For much of my life, I have had a hard time understanding not only the non-verbal communication of others, but how my own non-verbal communication affected others. Sometimes, if I was irritated at someone, I would simply keep my mouth shut, the rationale being “They can’t hold me accountable for something I didn’t say.”
What I failed to realize was that sometimes silence speaks louder than anything you could say, or that you could say one thing, but your facial expressions, actions, and certainly body language tell the real story.
In a similar vein, I didn’t always realize that just because someone answers your questions doesn’t mean they have much interest in talking to you.
For instance, if they look away, give one or two word answers, or don’t answer at all, that’s a clear sign they are either not interested in talking to you, or are pre-occupied at the moment. Yes, you probably already knew that, but if you’re on the autism spectrum, however high-functioning you may be, that may be somewhat hard to grasp.
For me to handle these situations appropriately, I have to set my mind to it and make a point of looking for the non-verbal clues that come so easily to those not on the spectrum.
For instance, one day I asked a coworker about something non-work related. I told myself beforehand that if he gave me an abrupt or one-word answer, I would just let it go. As it happened, he answered, and then continued to elaborate on his answer. I took that as an invitation to inquire further, which I did, and he again gave me a friendly answer.
The point is, if I’m going to be appropriate in personal interactions, I have to go into it with a “battle plan,” and anticipate how I’ll react to not just what the other person says, but also to how they say it, and other nonverbal social cues.
Many times, people don’t believe I have Asperger’s because my social skills have improved over the years. But what they don’t realize is, I had to do a lot of work to get to where I am, and I’m still working on it. Remember that socially, the Aspie is a work in progress. But then, aren’t we all?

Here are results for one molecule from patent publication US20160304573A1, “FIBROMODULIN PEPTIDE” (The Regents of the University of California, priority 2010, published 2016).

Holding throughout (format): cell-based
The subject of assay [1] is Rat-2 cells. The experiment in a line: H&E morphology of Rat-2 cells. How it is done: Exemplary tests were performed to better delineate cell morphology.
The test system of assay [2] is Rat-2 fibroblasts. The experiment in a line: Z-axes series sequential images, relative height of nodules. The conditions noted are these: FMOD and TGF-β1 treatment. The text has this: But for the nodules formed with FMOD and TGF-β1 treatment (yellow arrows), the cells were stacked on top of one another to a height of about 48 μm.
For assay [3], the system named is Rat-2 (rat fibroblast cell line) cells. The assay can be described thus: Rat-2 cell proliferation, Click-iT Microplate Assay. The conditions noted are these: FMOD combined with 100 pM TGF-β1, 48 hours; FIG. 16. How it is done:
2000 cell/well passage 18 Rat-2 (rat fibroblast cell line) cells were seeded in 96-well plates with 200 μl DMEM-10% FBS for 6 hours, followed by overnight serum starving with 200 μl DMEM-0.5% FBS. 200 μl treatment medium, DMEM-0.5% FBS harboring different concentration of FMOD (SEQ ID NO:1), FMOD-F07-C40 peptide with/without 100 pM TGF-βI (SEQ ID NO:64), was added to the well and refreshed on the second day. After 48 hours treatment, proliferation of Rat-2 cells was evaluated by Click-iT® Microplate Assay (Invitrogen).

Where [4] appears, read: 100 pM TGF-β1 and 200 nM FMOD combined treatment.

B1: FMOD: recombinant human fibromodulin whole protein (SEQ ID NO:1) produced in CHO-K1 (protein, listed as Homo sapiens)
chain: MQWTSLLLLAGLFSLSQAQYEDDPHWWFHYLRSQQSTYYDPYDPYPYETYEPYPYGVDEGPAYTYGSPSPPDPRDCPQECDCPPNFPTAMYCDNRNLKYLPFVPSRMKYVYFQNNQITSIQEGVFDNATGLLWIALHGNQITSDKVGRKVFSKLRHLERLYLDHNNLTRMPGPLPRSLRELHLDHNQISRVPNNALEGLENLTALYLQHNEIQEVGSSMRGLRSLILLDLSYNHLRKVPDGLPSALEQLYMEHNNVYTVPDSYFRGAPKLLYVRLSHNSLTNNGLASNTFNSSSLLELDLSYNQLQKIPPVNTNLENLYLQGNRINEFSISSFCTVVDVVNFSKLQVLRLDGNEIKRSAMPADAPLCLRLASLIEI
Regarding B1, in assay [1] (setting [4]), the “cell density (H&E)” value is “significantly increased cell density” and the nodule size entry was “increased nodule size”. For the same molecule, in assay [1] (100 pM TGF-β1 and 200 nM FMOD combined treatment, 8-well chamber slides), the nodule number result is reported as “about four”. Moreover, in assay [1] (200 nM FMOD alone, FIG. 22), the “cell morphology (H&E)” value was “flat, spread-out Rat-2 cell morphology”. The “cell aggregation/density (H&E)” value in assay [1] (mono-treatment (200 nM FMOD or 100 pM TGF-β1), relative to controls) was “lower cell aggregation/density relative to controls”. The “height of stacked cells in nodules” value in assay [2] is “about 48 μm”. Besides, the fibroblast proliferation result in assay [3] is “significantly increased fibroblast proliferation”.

by Ken Kellam
Ken Kellam III was diagnosed with Asperger Syndrome in his late 30’s, and has worked with Autism Treatment Center of Texas since 2003. He is currently the administrative assistant to the clinical director. He also helps facilitate three different self-advocate groups, and in the Spring of 2015 was presented with the “Angel Award” by the National Autism Association of North Texas for the works he has done with these groups. He has also done public speaking on the subject of autism/Asperger syndrome, and has spoken to various educational and parental groups. When not involved with autism, Ken has led the singing at the same church since 1988, and has also been the fill-in preacher at this same church. In 2006 he was called on to sing the National Anthem at the Autism Society of America’s national convention in Dallas, and performed the same song at ATC’s rodeo fundraiser. He also enjoys writing, and formerly wrote articles for a website dedicated to reality television. In 2011 he got married for the first time, and his wife Rachel works for ATC in Adult Services. Ken graduated from Oklahoma Christian University in 1987 with a Bachelor’s in Mass Communications, and once worked as a radio traffic reporter, interactive announcer and writer, and news producer in Dallas. He views Asperger’s as a difference, not a defect, and has come to appreciate the positive aspect’s of Asperger’s.